25. 25. An Outline of the Suffering of Romanian Jews September 6, 1940 - August 23, 1944 I. Murders and Massacres On June 29-30, 1941, at the Central Police Station, in streets, and in houses the police along with Romanian and German soldiers killed several 3 thousand Jews in Iasi. Of those who survived the bloodbath, 4,400 were directed to a concentration camp in Wallachia on board two trains. The ventilation holes of each cattle wagon were sealed, and 150-180 people were pushed inside. Carbide had been left inside the wagons. During the journey two-thirds of the evacuees died as a result of inhaling the poison- ous vapor. The brutal torture of the previous day coupled with a lack of water had decreased their physical resistance. In Podul Iloaiei 1,194 bodies were unloaded from the first train after a 4 distance of 20 kms.., covered in 12 hours. From the second train in Tirgu Frumos (40 kms..) 650, in Mircesti (85 kms..) 327, in Sabaoan (95 kms..) 172, in Roman (110 kms..) 53, in 5 Inotesti (370 kms..) 40 dead bodies , and in the last station in Calarasi-Ialomita (563 kms..) 25 dead bodies, 69 dying and 1,011 persons 6 who were still alive were unloaded. Of the latter, 128 died at the camp in 7 Calaras. 3 The exact figure has not been established. Based on the an- nouncements of a minister (I. Hudila)—the first to visit Iasi after the armistice—of the Romanian government which came into be- ing after 23 August 1944, it is clear that the combined number of victims of the Iasi pogrom and the death trains is more than 12,000. 21
  26. 26. As the Romanian and German units advanced between June 22 and July 30, 1941 in Bucovina and Bessarabia, almost the entire Jewish population living in villages was executed. In Noua Suliata 800 people were killed; in Herta 100 hostages were killed and buried in three mass-graves; in Ciudei the entire Jewish population was exterminated (approx. 500 people); in Vijnita 21; in Rostochi 140; in Edineti 500, in Vascauti 20; in Harbova all 10 Jews; in Banila pe Siret “only” a few were killed, but they were cut to pieces so that the axles of carts could be smeared with their blood; in Hlinita and Drosnita 90% of the Jewish population was killed; in Parlit 10 Jews were murdered under circumstances so horrifying that even the Ger- 8 man army were shocked, and lodged a complaint with the Romanian Chiefs of Staff; in Briceni and Lipcani the number of murdered could not be calculated; in Teura Noua 50 Jews were killed in circumstances that 9 caused the German army to protest again ; in Cotman 10 Jews (including the rabbi); in Lipcauti 40 were killed; in Ceplauti the entire Jewish popula- tion of 180 was exterminated; in Zoniachie 139; in Rapujinet 37; in Marculesti first 18 (including the rabbi), and two days later 600 Jews were 10 murdered. In the towns there large-scale mass-murders were performed with extreme brutality. In Storojineti, on the day of occupation (July 3), 300 Jews were killed, two days later 15 more; in Chernovitz on the day it was occupied July 6) more than 2,000 Jews were killed, a further 300 were shot dead two days later, as was the chief rabbi; in Hotin Jews lived on the outskirts, and 4 Report No.4457 of the Third Office of the Gendarmerie in Iasi— dated July 6—sent to the Central Superintendency of the Gen- darmerie. 5 Report No.1324 dated July 4, 1941, from the Gendarmerie Le- gion of Romania to the Central Superintendency of the Gendar- merie. 6 Minutes compiled by Sub-Lieutenant Triandaf Aurel, the com- mander of the train, and of the local civil and military authorities in Calarasi on July 6, 1941. 7 Ibid. 22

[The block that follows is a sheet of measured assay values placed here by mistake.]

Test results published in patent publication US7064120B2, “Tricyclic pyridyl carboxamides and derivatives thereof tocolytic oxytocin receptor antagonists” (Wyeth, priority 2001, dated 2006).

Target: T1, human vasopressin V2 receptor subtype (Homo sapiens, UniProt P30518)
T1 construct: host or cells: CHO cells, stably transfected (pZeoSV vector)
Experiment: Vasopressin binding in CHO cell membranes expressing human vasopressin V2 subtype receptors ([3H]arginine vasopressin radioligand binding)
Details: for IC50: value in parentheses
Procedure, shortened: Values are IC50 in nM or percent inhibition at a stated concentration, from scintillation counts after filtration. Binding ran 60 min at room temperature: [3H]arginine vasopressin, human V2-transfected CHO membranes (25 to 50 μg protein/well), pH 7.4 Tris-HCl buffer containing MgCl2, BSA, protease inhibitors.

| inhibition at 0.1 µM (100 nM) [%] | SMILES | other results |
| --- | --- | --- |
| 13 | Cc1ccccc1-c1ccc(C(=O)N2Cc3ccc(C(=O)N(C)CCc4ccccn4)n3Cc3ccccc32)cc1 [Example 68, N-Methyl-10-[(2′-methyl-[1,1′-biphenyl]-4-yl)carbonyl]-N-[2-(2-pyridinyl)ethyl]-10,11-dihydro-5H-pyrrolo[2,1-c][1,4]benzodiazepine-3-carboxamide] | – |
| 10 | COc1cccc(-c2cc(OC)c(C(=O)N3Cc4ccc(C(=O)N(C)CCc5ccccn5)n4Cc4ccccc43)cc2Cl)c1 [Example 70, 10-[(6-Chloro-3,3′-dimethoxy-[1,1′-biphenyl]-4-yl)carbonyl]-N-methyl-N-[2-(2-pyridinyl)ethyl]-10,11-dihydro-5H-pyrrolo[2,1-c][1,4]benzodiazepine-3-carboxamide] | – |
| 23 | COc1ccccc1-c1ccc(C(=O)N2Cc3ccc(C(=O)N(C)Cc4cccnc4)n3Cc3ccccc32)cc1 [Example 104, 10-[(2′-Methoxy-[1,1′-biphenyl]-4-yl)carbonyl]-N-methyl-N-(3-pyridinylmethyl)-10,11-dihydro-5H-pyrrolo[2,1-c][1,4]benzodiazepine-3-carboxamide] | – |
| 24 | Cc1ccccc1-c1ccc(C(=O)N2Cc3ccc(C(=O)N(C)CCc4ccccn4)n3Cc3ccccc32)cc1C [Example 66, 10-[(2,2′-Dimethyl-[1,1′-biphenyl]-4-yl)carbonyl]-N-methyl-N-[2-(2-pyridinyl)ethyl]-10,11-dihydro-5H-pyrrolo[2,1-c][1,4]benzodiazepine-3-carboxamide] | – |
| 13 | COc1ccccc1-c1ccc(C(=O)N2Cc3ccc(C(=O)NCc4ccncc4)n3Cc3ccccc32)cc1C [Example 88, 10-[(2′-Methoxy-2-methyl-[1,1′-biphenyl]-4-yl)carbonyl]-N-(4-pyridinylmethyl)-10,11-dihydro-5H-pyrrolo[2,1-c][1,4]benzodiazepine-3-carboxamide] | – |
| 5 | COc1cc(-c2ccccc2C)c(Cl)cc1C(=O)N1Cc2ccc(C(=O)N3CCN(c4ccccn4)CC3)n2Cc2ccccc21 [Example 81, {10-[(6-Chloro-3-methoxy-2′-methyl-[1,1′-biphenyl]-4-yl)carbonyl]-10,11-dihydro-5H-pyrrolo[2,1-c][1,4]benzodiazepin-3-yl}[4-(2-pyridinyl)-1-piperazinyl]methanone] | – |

27. 27. on the first day of the occupation of the town (July 7) almost every Jew was murdered (approx. 2,000 people). Massacres still continued in the town for three more days. On July 17, in Kishinev, alongside the two roads on which the Romanian army forced its way into the town, more than 10,000 Jews were killed. On July 11, in Balti, which had been occupied on June 9,10 Jewish hostages were shot dead by the Gestapo; on July 15 another 56, along with all the elders of the religious community; on July 16, 20 more hostages were murdered. 8 The protest was dated July 14, 1941, and signed by the General Chief of Staff of the XI German Army. It was forwarded by Ruma- nian General Headquarters to the judge of the military tribunal under order 1665/B of July 19, 1941. The protest, which included the reports of witnesses and that of the German military secret police, also contains the following: “The behavior of certain representatives of the Rumanian army, which have been indicated in the report, will diminish the respect of both the Rumanian and German armies in the eyes of public here and all over the world.” In spite of all this, the case was closed because upon examina- tion (report No.258 of the Balti Gendarmerie Legion on August 14, 1941 sent to the Central Office of the Gendarmerie in Kishinev), it was concluded that nobody was found guilty and no- body could be held responsible. Report No.223 of July 17, 1941. 9 The protest was dated July 11, 1941, and signed by the General Chief of Staff of the XI German Army. Rumanian General Head- quarters forwarded it to the chief judge of the military tribunal un- der order 1411/B on July 17, 1941. Copies of the official report of a meeting of the German military secret police as well as state- ments taken at the scene were also included with the protest. 10 Report No.10952 of July 6, 1941 by the Gendarmerie Legion of Prahova to the Central Superintendency of the Gendarmerie 23